Patient Information Resources

Centre for Orthopaedics
Suite 10-33/34/35 Mount Elizabeth Novena Specialist Centre
38 Irrawaddy Road
Singapore, 329563, Singapore
Ph: (65) 6684 5828
Fax: (65) 6684 5829

Child Orthopedics
Pain Management
Spine - Cervical
Spine - General
Spine - Lumbar
Spine - Thoracic

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I've been crippled by arthritis in my right ankle. Despite all of my efforts, the pain and stiffness are getting worse instead of better. I do yoga. I get acupuncture. Occassionally I treat myself to a massage. But I've had to give up running, then jogging, now hiking. It's time to do something. I saw a surgeon who gave me two options: fusion or joint replacement. Before I leap, I'm checking to see what kinds of problems come with both of these operations.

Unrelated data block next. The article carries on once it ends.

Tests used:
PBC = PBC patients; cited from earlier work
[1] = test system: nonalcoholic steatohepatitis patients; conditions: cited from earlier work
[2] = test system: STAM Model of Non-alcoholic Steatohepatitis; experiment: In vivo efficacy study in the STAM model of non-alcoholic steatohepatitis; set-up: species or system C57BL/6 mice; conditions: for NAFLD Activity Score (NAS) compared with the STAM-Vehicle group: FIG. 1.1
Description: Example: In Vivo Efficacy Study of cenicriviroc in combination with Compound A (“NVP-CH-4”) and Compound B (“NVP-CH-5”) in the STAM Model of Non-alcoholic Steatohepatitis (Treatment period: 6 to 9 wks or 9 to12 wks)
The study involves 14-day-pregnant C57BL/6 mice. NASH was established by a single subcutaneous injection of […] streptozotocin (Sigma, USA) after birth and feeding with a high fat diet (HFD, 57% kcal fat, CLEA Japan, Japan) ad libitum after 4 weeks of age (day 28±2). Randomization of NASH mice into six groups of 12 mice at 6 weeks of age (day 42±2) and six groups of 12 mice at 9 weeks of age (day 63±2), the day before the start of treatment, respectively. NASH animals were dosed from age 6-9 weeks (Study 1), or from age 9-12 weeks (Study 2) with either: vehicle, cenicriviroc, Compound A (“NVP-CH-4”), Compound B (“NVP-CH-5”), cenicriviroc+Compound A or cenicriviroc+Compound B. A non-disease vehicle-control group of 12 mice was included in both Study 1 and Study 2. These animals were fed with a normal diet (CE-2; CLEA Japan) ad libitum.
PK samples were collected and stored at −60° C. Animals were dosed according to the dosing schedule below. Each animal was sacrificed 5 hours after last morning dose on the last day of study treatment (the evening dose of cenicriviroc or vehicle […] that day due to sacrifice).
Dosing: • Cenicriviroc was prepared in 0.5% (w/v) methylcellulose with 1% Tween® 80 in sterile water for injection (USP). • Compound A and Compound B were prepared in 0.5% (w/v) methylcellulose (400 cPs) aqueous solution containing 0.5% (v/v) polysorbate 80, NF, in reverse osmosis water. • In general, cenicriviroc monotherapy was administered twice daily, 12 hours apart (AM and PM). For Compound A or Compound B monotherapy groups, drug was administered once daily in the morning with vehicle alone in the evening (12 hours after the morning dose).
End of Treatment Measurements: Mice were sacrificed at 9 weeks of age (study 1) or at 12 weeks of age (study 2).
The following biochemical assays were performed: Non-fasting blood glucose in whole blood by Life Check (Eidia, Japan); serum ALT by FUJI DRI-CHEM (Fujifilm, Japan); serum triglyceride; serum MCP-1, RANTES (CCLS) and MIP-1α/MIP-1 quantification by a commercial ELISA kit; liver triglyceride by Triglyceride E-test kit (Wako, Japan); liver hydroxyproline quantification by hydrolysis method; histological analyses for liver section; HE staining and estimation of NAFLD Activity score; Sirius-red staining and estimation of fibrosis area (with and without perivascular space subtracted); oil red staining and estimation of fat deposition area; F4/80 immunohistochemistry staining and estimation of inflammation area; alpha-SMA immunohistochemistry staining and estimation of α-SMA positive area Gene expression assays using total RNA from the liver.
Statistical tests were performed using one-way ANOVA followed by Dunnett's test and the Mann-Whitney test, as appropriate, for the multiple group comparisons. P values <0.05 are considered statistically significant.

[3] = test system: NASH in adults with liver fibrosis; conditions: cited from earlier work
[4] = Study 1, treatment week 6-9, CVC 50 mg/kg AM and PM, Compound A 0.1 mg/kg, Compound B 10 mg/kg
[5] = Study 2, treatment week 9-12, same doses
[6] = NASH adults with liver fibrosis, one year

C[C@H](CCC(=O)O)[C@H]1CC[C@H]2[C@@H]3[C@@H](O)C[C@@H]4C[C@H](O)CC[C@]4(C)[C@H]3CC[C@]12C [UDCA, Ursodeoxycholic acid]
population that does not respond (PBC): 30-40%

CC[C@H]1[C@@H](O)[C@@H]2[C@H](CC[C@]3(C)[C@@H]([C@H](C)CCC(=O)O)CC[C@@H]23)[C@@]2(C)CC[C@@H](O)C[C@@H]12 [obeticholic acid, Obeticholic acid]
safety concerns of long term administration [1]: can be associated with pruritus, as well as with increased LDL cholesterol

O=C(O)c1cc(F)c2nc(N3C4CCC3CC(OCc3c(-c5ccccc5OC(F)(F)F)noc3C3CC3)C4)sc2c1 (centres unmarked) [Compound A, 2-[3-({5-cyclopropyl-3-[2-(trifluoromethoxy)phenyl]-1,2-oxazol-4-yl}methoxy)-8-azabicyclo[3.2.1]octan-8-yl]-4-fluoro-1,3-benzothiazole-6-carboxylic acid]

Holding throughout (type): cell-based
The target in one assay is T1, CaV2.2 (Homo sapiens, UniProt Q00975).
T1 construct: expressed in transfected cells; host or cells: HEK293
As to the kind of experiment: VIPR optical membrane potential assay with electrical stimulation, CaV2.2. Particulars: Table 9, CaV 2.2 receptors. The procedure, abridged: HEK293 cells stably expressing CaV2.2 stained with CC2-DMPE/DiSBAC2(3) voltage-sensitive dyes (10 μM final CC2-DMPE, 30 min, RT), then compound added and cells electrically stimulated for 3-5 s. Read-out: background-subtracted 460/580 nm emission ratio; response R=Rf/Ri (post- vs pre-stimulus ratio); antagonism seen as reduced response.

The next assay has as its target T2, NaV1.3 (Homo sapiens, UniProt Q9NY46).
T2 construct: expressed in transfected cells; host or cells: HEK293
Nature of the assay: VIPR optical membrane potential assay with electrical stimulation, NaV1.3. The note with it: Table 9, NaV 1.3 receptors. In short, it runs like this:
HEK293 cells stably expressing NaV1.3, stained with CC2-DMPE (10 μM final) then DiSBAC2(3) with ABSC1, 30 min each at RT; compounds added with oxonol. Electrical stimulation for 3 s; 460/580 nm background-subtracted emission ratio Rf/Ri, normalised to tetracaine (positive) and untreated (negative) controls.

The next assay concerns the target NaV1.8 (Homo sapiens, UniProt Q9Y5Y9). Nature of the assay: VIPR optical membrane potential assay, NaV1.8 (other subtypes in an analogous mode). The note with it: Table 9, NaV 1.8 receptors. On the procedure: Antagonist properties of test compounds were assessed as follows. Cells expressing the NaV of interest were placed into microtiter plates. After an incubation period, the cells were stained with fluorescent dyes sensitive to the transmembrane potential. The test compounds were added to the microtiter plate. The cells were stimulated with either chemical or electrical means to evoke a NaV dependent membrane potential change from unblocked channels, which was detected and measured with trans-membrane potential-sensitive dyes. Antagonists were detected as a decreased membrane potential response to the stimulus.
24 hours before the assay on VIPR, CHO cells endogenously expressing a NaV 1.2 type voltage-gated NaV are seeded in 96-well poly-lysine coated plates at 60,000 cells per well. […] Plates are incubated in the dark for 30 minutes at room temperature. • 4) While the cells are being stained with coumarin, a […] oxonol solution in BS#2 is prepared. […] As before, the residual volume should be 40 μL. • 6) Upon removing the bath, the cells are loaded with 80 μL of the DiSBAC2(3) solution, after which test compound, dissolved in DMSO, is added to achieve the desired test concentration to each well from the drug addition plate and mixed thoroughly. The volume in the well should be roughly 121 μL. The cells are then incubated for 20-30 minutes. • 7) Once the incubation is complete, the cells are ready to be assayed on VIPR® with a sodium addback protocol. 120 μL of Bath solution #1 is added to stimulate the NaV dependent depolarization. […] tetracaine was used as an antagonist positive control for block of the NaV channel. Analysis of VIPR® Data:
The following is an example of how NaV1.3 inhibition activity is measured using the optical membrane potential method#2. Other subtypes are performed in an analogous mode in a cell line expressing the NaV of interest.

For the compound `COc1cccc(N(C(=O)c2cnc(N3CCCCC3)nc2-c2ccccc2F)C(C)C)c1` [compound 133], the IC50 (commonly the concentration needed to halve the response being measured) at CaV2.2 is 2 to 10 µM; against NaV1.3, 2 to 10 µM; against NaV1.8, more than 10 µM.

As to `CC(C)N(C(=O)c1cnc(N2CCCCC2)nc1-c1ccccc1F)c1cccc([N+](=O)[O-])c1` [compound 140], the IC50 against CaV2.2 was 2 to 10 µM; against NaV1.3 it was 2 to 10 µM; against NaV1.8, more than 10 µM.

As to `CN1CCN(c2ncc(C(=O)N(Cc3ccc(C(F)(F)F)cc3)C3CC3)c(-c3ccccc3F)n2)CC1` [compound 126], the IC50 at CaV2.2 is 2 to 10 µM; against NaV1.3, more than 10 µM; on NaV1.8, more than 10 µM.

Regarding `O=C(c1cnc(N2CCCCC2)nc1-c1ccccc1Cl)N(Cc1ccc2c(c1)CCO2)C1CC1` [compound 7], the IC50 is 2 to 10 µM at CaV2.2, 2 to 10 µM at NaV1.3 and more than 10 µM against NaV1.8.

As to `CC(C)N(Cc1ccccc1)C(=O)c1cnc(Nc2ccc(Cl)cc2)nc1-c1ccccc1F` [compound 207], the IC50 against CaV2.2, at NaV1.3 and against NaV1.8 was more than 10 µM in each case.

Years ago, your only option would have been a fusion. But things are changing in the treatment of severe ankle arthritis. What was once treated with ankle fusion can now be managed with a joint replacement. Improved surgical techniques and better implant designs have made the shift possible. So that's the good news. As you suspected, there are some potential problems. And that's true for any surgery. Let's take a look at the kinds of complications that can occur with either fusion or joint replacement. Fractures, skin and deep wound infections, and chronic pain after surgery are possible with either procedure. Likewise, infection that spreads to the bone called osteomyelitis can develop after any surgical procedure that disrupts bone as these two procedures do. Then there is the risk of cutting or damaging nerves and/or blood vessels. Ankle fusion is well-known for complications such as off angles, poor alignment and deformity, nonunion, and arthritis in the surrounding joints. Altered gait or abnormal walking pattern is typical with an ankle fusion. And of course, activities like jogging or running will never be the same if even possible. Ankle arthroplasty (total ankle replacement) comes with its own set of potential problems. Common complications with ankle joint replacement include loosening of the implant, impingement (pinching), and malalignment. There can also be subsidence (implant sinks down into the bone), the wrong implant size used, and/or excessive wear on any part of the implant. Though rare, the implant can also fracture or break as well. You should know that studies show a fairly high complication rate with both procedures. Ankle replacement has a much higher (sometimes twice as high) complication rate compared with fusion. Surgeons are making efforts to reduce the complication rate. Studies just on complications after these two procedures are helping bring useful data and insights. Your surgeon will review your particular situation. Any specific patient risk factors will be noted and changed if possible. To be honest, surgeon error can be a potential area of concern as well. Selecting the wrong sized implant for joint replacement is possible. Cutting nerves or blood vessels that are difficult if not impossible to see during the procedure is another operator error that could be improved. On the plus side are the benefits of either one of these procedures. Number one is the reduction of pain, not to mention improved motion and function. There's no doubt that complications after either procedure can impact the long-term outcomes. Surgeons do everything they can to maximize the benefits and minimize the problems.


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